Changes in cultured endothelial cell glycosaminoglycans under hyperglycemic conditions and the effect of insulin and heparin

Department of Veterinary Biomedical Sciences, University of Saskatchewan, Saskatoon, Saskatchewan S7N 5B4, Canada.
Cardiovascular Diabetology (Impact Factor: 4.02). 09/2009; 8(1):46. DOI: 10.1186/1475-2840-8-46
Source: PubMed

ABSTRACT Heparan sulfate proteoglycans (HSPGs) contain glycosaminoglycan (GAG) chains made primarily of heparan sulfate (HS). Hyperglycemia in diabetes leads to endothelial injury and nephropathy, retinopathy and atherosclerosis. Decreased HSPG may contribute to diabetic endothelial injury. Decreased tissue HS in diabetes has been reported, however, endothelial HS changes are poorly studied.
To determine total GAGs, including HS, in endothelium under hyperglycemic conditions and the protective effect of insulin and heparin.
Confluent primary porcine aortic endothelial cells (PAECs) were divided into control, glucose (30 mM), insulin (0.01 unit/ml) and glucose plus insulin treatment groups for 24, 48 and 72 hours. Additionally, PAECs were treated with glucose, heparin (0.5 microg/ml) and glucose plus heparin for 72 hours. GAGs were isolated from cells and medium. GAG concentrations were determined by the carbazole assay and agarose gel electrophoresis.
GAGs were significantly increased only in control and glucose plus insulin groups at 72 versus 24 hours. Glucose decreased cell GAGs and increased medium GAGs, and insulin alone decreased cell GAGs at all times compared to control. In the glucose plus insulin group, cell GAGs were less than control at 24 hours, and greater than glucose or insulin alone at 48 and 72 hours while GAGs in medium were greater than control at all times and glucose at 72 hours. Heparin increased GAGs in glucose treated cells and medium.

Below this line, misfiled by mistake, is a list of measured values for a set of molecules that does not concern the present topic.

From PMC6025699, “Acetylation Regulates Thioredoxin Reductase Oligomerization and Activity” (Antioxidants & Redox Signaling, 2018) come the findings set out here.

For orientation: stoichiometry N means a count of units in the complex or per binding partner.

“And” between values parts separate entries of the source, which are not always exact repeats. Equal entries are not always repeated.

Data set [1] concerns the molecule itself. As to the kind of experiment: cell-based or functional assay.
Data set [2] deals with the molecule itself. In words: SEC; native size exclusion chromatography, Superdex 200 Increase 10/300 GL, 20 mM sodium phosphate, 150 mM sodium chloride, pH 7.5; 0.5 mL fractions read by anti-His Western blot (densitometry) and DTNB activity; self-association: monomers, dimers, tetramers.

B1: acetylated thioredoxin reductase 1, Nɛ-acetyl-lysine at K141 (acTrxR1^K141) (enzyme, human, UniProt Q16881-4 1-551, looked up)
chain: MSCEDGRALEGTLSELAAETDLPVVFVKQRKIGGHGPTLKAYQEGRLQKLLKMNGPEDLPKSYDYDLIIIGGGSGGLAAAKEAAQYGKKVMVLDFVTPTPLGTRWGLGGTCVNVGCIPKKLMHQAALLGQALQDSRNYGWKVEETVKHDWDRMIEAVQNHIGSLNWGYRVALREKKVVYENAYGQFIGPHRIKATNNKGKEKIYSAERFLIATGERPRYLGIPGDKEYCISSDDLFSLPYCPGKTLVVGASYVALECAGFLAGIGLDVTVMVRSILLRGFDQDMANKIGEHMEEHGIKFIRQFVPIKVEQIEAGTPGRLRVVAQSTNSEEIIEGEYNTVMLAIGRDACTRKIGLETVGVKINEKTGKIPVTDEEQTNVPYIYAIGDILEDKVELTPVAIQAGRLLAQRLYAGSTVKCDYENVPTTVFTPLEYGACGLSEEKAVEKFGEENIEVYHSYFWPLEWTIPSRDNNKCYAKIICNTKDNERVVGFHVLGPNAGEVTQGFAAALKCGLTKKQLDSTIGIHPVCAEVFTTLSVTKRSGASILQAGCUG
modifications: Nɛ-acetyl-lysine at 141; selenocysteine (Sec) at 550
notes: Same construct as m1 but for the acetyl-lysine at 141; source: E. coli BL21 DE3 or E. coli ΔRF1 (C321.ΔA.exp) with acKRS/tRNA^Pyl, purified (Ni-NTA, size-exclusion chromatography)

High glucose and insulin alone reduces endothelial GAGs. In hyperglycemic conditions, heparin or insulin preserves GAGs which may protect cells from injury. Insulin is an effective diabetic therapy since it not only lowers blood glucose, but also protects endothelium.

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Available from: Fuming Zhang, Sep 28, 2015
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    • "We postulate that normal mast cells play an important role in the protection of the integrity of endothelial cell layers and the vessel wall, probably via their paracrine activity, especially through the release of heparin. It is known that in hyperglycemic conditions heparin may protect cells from injury [26]. In diabetic patients, the nuclear pyknosis, degranulation and vacuolization of the mast cells in the CA indicate that they are damaged. "
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    • "To determine whether the enhanced inflammatory responses could be corrected by insulin, we stimulated T1D cells with PGN and LPS in the presence of insulin. The normal range of blood insulin has been reported to be 7-24 mU/l, and treatment with 10 U/l of insulin reduces the levels of glycosaminoglycan in cultured endothelial cells [49]. We applied insulin at 10 and 100 U/l to diabetic cells prior to stimulation with a TLR2 or TLR4 agonist. "
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